Bonnie Raitt is the Fairy Godmother of songwriters, turning dreams into reality one song at a time. And last Saturday night at Nashville’s Ryman Auditorium—where a city of hopeful and accomplished tunesmiths filled the pews of the Mother Church—her magical powers were on full display.
A week into the tour for her flawless new release, Slipstream, Bonnie brought it home to the people she has championed for over 40 years and 19 albums—all the songwriters she claims changed her life. But any writer will tell you the other side of that equation: When Bonnie chooses one of their songs it’s an unequaled validation of their work, and the trajectory of their life is forever changed.
After strolling onto the stage with her Fender strat slung across her chest, Bonnie sprinkled her funky, bluesy, soulful fairy dust all over the new batch of songs, never failing to give a shout-out to the writer before the first note was played. She tore into Randall Bramblett’s “Used to Rule the World,” then sent the album’s single, “Right Down the Line” up to the late, great Gerry Rafferty. Hit songwriter “Big Al” Anderson, a cult icon from his NRBQ days, weaves in and out of Slipstream with his guitar-playing and songs co-written with Gary Nicholson (“Split Decision”), Bonnie Bramlett (“Ain’t Gonna Let You Go”) and newcomer Bonnie Bishop, to whom Raitt gave a shout-out before delivering the gorgeous “Not ‘Cause I Wanted To.”
Bob Dylan got a nod with “Million Miles” and “Standing in the Doorway” (“…That Bobby Dylan. Yeah, I think he’s gonna make somethin’ of himself.”), as did her ex-husband, Michael O’Keefe, who co-wrote “Marriage Made in Hollywood” with the great Paul Brady. The album’s co-producer, Joe Henry, contributed the bluesy ballad “You Can’t Fail Me Now,” written with Loudon Wainwright III, as well as the breathtaking closing track “God Only Knows.” Nashville’s Gordon Kennedy and Wayne Kirkpatrick (of “Change the World” fame) along with Kelly Price contributed another album highlight, “Take My Love With You.”
Sharing the stage with her family of band mates (guitarist George Marinelli, bassist Hutch Hutchinson, drummer Ricky Fataar and keyboardist Mike Finnegan), Raitt kept it loose, huddling with the guys on several occasions to mess with the set list (“Just talk amongst yourselves” she laughed.) She congratulated Marinelli’s son, Sam, who graduated from Vanderbilt the previous night and then launched into “Down to You,” a song she co-wrote with Marinelli and Bramblett. Afterward she passed the spotlight to Mike Finnegan and his B3 for a lesson in how to serve up R&B with a side of holy hot sauce on his rousing version of Ray Charles’ “I’ve Got News for You.”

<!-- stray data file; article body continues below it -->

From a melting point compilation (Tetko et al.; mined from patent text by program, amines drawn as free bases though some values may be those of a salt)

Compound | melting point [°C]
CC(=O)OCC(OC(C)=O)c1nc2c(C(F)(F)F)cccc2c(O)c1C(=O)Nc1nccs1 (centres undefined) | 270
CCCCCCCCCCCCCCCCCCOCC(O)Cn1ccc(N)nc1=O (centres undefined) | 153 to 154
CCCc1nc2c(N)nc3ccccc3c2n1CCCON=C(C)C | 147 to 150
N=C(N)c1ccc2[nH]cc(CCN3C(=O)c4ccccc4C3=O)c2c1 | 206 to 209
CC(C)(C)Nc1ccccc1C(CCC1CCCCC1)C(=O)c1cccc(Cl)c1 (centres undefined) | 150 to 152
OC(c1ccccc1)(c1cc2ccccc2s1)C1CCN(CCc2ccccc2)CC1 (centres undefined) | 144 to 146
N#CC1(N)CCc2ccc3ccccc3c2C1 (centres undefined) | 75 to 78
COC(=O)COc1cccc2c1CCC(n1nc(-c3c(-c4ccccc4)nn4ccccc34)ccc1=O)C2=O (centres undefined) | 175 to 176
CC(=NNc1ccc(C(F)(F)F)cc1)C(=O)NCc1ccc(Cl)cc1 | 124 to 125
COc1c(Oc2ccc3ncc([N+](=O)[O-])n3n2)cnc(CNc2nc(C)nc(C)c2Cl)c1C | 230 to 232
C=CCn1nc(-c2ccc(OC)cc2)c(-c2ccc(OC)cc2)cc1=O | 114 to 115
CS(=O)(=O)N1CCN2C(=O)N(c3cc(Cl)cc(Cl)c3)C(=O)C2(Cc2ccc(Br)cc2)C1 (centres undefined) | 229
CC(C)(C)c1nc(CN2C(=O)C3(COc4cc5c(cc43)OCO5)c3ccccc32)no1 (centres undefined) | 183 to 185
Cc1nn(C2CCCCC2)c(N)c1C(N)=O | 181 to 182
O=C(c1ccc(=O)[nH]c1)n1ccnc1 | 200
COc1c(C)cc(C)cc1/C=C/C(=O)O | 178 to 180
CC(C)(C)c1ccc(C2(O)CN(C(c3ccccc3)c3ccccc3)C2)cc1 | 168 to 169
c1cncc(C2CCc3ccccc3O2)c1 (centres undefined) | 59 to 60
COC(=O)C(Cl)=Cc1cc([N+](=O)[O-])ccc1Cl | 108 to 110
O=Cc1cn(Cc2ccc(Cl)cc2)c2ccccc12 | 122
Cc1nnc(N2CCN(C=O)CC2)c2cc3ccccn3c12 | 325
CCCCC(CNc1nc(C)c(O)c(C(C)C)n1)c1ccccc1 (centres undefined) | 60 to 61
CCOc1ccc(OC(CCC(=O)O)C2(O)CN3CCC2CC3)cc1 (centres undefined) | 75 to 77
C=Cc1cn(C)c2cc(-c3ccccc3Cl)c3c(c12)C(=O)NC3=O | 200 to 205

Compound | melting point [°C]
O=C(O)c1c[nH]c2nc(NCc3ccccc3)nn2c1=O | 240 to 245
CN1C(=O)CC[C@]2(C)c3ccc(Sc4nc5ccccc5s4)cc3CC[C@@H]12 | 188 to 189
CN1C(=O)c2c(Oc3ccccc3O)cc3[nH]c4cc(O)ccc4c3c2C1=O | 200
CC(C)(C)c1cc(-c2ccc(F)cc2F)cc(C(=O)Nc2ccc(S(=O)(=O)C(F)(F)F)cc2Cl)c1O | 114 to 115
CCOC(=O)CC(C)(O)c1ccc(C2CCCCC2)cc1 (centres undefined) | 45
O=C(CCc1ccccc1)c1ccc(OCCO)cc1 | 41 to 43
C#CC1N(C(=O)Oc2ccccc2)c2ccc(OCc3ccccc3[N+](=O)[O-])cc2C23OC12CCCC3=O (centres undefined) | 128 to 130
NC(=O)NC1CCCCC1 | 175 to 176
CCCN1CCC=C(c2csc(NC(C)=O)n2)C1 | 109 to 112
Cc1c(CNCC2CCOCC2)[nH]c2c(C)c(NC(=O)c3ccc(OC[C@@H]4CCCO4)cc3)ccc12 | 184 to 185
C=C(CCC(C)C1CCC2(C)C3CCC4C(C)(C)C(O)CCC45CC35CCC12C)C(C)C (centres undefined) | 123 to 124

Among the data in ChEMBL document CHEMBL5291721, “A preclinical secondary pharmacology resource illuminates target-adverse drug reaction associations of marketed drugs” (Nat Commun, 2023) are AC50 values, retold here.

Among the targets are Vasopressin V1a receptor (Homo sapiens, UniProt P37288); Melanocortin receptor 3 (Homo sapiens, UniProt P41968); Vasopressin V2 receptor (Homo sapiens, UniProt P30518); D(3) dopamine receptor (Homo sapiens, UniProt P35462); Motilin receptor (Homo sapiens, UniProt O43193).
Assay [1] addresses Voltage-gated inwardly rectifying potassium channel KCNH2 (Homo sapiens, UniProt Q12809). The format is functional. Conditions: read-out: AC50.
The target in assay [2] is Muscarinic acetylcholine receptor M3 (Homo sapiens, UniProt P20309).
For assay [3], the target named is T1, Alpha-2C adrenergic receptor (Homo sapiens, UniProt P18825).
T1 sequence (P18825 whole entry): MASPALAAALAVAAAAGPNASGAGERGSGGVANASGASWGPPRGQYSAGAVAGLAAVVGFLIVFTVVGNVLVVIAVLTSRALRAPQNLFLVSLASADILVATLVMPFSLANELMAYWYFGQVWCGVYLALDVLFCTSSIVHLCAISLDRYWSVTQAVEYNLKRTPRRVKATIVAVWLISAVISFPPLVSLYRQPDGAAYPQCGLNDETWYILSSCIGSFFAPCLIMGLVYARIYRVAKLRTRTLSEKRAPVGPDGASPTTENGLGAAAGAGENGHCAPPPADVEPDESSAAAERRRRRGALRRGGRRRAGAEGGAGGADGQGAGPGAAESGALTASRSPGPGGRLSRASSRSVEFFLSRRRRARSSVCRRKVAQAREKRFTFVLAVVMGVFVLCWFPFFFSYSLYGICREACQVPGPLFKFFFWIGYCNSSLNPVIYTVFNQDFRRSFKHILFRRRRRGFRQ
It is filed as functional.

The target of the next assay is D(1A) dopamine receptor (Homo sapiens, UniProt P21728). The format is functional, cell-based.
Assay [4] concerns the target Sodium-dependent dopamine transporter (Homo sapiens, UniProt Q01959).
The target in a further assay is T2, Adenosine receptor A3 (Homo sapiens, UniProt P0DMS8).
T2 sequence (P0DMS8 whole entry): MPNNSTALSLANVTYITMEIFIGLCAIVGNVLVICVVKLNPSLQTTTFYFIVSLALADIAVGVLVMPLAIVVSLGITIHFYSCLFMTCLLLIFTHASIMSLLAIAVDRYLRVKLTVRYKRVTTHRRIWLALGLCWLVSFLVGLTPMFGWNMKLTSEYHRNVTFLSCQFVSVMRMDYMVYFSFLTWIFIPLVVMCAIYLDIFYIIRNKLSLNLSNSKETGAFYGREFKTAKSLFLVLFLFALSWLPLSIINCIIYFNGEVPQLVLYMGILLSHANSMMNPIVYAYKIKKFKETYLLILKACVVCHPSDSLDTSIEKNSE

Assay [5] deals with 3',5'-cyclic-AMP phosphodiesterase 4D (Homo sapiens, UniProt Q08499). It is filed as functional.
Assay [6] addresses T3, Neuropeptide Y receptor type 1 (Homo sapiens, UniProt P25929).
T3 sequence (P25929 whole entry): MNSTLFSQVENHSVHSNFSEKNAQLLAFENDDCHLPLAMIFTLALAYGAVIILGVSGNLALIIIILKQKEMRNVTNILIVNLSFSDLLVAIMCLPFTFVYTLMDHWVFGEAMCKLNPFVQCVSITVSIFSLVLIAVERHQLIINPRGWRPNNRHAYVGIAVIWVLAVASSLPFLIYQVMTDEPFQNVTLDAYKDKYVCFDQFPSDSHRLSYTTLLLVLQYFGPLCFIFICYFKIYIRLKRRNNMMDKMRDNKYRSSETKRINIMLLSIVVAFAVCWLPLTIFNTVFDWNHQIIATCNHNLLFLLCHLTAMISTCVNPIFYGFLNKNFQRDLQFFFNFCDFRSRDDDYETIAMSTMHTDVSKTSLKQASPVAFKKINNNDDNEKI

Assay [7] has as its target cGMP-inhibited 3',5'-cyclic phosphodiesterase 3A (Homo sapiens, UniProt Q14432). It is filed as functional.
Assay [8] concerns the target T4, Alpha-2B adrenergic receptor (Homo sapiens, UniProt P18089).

In addition to the new tunes, Bonnie delivered favorites like Bonnie Hayes’ “Have a Heart,” “Something to Talk About” (“I had a cassette of Shirley Eikhard’s in a box for a long time waiting to record this song.”), and “Angel From Montgomery” which she dedicated to John Prine and his long-time manager Al Bunetta, as well as to her late mother and grandmother in honor of Mother’s Day (“I can’t talk too much about them because I’ll get choked up”). Her delivery on that classic was absolutely stunning and earned her first of several standing ovations of the night.
The evening’s highlight came with her first encore: the Mike Reid and Allen Shamblin-penned “I Can’t Make You Love Me.” Citing it as—along with “Angel From Montgomery”—the biggest gift of her career, she dedicated it to Reid who was in the audience with his son. It was a perfect few minutes, with Bonnie sitting on a stool bathed in lavender light, pitch perfect and hitting all the right notes. The audience was rapt and silent until she drew out the high notes on “and I will give up this fight,” making it all but impossible not to cheer her and this timeless song across the finish line.
The night ended with a couple of blazing 12-bar blues shuffles after she called on old friend Rick Vito who hoisted himself onstage to grab a guitar and join her, followed by an impromptu Steve Winwood-penned “Can’t Find My Way Home” —the perfect choice for someone who had so clearly found her way home to the Nashville songwriting community and given it the gift of an unforgettable evening.
After the show Bonnie’s friends gathered upstairs for a quick visit and a few hugs. She happily greeted Songwriting Hall of Fame member Matraca Berg and her husband Jeff Hanna of the Nitty Gritty Dirt Band, Irish vocalist Maura O’Connell, Pat McLaughlin, Gary Nicholson and Al Bunetta. Mike Reid, after talking about what a moment it was when Bonnie sang “I Can’t Make You Love Me,” stood with his arm around her and told her it was something he would never, ever get tired of.
Then Raitt saw newcomer Bonnie Bishop hanging back behind everyone else. With a big smile she walked over and hugged her as Bishop told her how much the evening meant, and that she cried throughout the performance of her song. The look on her face was the same one seen on every songwriter’s whose work has been validated by Raitt. Then she introduced Bishop to everyone around, making sure we knew her name—just as she had made sure we knew the names of Maia Sharpe, Liz Rose, Chris Smither, Stephen Bruton, Larry Jon McNally, Paul Brady, Richard Thompson and scores of other songwriters whose songs Raitt has given voice to over the years.
And just like that, Bonnie Raitt sprinkled a little more of her magic onto the life of another songwriter.
—By Lydia Hutchinson
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